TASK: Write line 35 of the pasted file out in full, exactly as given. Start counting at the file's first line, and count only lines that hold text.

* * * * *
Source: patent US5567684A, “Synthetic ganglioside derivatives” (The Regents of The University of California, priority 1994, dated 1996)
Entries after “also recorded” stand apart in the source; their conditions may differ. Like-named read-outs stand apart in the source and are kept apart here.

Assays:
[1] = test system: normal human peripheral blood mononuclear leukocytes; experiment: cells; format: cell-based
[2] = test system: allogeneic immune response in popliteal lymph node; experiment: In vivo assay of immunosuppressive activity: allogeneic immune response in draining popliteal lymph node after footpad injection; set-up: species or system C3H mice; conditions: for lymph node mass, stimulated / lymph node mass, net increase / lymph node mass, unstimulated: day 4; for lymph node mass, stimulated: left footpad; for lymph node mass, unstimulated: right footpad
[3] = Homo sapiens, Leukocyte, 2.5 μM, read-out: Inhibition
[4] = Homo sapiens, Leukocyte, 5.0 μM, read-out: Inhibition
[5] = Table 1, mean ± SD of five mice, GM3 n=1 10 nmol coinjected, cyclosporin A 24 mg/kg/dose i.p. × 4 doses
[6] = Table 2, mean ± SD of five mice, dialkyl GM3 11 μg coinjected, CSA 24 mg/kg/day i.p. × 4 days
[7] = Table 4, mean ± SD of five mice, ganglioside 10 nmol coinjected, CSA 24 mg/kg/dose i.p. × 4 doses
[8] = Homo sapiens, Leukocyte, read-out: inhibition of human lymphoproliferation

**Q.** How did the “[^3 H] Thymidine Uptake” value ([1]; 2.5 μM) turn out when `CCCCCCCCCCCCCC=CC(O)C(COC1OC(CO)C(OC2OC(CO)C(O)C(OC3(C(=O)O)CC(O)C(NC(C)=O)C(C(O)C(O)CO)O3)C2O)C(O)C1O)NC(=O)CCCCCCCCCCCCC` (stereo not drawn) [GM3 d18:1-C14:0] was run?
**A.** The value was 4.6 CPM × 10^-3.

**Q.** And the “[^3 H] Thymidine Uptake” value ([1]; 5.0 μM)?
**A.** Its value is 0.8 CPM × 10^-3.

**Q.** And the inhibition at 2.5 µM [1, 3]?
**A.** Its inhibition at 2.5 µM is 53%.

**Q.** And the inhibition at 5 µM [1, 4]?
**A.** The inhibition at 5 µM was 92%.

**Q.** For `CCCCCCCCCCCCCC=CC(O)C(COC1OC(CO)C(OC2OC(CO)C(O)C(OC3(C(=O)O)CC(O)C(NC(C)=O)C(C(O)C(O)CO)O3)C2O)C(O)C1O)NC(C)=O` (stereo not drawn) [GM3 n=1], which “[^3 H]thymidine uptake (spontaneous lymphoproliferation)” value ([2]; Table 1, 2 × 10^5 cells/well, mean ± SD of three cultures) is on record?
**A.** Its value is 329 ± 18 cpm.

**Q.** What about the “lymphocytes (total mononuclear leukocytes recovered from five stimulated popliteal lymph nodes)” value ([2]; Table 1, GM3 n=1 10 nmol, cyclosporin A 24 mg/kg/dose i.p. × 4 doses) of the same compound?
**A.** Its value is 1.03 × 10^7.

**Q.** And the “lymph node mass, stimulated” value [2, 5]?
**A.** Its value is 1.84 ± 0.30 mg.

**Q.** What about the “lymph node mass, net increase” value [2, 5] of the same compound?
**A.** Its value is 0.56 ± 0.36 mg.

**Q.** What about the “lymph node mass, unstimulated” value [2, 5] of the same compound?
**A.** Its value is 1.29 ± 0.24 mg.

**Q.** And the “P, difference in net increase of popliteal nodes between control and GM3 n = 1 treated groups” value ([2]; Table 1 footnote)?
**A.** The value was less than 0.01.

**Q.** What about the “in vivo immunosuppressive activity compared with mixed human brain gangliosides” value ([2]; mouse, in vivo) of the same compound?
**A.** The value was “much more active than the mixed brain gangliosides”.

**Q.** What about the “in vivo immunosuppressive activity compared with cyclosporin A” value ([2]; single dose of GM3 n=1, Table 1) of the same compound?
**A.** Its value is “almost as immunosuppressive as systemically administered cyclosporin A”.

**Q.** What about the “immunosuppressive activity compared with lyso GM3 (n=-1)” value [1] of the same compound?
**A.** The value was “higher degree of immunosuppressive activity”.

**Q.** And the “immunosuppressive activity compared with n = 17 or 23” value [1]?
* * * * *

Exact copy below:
**A.** Its value is “almost as immunosuppressive as systemically administered cyclosporin A”.